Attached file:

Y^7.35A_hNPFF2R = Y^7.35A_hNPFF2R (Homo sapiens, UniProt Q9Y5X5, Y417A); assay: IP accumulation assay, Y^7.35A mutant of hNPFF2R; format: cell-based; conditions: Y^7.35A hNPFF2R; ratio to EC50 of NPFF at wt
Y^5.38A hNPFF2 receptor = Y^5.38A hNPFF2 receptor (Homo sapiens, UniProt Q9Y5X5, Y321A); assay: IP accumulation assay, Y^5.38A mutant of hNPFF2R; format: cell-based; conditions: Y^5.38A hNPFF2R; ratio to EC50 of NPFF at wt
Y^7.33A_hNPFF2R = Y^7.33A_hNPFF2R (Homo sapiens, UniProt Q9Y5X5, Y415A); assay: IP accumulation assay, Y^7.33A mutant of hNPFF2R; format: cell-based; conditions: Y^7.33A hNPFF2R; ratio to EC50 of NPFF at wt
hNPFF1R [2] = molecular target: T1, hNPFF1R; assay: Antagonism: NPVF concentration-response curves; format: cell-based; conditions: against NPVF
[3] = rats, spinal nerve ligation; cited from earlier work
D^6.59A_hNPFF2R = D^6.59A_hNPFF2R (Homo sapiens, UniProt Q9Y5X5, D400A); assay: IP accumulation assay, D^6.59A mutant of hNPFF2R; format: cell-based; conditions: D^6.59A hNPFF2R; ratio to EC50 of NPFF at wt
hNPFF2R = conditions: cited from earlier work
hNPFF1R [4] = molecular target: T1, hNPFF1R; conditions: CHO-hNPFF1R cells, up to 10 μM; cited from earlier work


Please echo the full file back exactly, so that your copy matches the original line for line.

Y^7.35A_hNPFF2R = Y^7.35A_hNPFF2R (Homo sapiens, UniProt Q9Y5X5, Y417A); assay: IP accumulation assay, Y^7.35A mutant of hNPFF2R; format: cell-based; conditions: Y^7.35A hNPFF2R; ratio to EC50 of NPFF at wt
Y^5.38A hNPFF2 receptor = Y^5.38A hNPFF2 receptor (Homo sapiens, UniProt Q9Y5X5, Y321A); assay: IP accumulation assay, Y^5.38A mutant of hNPFF2R; format: cell-based; conditions: Y^5.38A hNPFF2R; ratio to EC50 of NPFF at wt
Y^7.33A_hNPFF2R = Y^7.33A_hNPFF2R (Homo sapiens, UniProt Q9Y5X5, Y415A); assay: IP accumulation assay, Y^7.33A mutant of hNPFF2R; format: cell-based; conditions: Y^7.33A hNPFF2R; ratio to EC50 of NPFF at wt
hNPFF1R [2] = molecular target: T1, hNPFF1R; assay: Antagonism: NPVF concentration-response curves; format: cell-based; conditions: against NPVF
[3] = rats, spinal nerve ligation; cited from earlier work
D^6.59A_hNPFF2R = D^6.59A_hNPFF2R (Homo sapiens, UniProt Q9Y5X5, D400A); assay: IP accumulation assay, D^6.59A mutant of hNPFF2R; format: cell-based; conditions: D^6.59A hNPFF2R; ratio to EC50 of NPFF at wt
hNPFF2R = conditions: cited from earlier work
hNPFF1R [4] = molecular target: T1, hNPFF1R; conditions: CHO-hNPFF1R cells, up to 10 μM; cited from earlier work